The Way of the Disciple


Dieter F. Uchtdorf
Now is the time to embrace the gospel of Jesus Christ, become His disciples, and walk in His way.

The Way of the Disciple

Today is the day the Christian world traditionally calls Palm Sunday. You will remember that it was on that Sunday nearly 2,000 years ago that Jesus Christ entered the city of Jerusalem during the final week of His mortal life. 1 In fulfillment of Zechariah’s ancient prophecy, 2 He rode in on a donkey, and as He did so, a great multitude came out to greet the Master and carpeted the path before Him with palm leaves, flowering branches, and even their own garments. As He approached, they cried, “Blessed be the King that cometh in the name of the Lord” 3 and “Hosanna to the Son of David.” 4

Perhaps the disciples thought this was a turning point—the moment when the Jewish world would finally recognize Jesus as the long-awaited Messiah. But the Savior understood that many of the shouts of praise and acclamation would be temporary. He knew that soon He would ascend to the Mount of Olives and there, alone in Gethsemane, take upon Himself the sins of the world.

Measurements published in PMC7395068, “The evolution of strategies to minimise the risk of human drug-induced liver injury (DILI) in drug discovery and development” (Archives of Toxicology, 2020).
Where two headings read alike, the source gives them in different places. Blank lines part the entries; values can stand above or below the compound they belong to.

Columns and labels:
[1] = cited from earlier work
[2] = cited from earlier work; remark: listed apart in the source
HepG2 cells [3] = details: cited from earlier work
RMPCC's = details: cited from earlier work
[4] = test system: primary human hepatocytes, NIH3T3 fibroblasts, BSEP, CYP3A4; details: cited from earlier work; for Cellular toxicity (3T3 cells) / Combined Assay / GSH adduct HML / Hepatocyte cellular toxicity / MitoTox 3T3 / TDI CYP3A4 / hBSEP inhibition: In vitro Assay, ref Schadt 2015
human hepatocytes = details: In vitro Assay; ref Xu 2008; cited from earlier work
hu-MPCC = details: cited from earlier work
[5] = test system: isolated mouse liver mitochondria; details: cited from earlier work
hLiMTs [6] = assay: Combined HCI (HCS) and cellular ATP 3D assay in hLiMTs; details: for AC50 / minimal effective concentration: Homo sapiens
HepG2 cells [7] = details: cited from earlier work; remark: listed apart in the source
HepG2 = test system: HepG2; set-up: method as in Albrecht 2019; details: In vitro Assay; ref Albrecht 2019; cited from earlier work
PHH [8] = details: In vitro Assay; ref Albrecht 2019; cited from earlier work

The Gospel of Jesus Christ

It is fitting that during the week from Palm Sunday to Easter morning we turn our thoughts to Jesus Christ, the source of light, life, and love. The multitudes in Jerusalem may have seen Him as a great king who would give them freedom from political oppression. But in reality He gave much more than that. He gave us His gospel, a pearl beyond price, the grand key of knowledge that, once understood and applied, unlocks a life of happiness, peace, and fulfillment.

The gospel is the good news of Christ. It is the revelation that the Son of God came to earth, lived a perfect life, atoned for our sins, and conquered death. It is the path of salvation, the way of hope and joy, and the assurance that God has a plan of redemption and happiness for His children.

The gospel is the way of discipleship. As we walk in that way, we can experience confidence and joy—even during times of peril, sorrow, and uncertainty.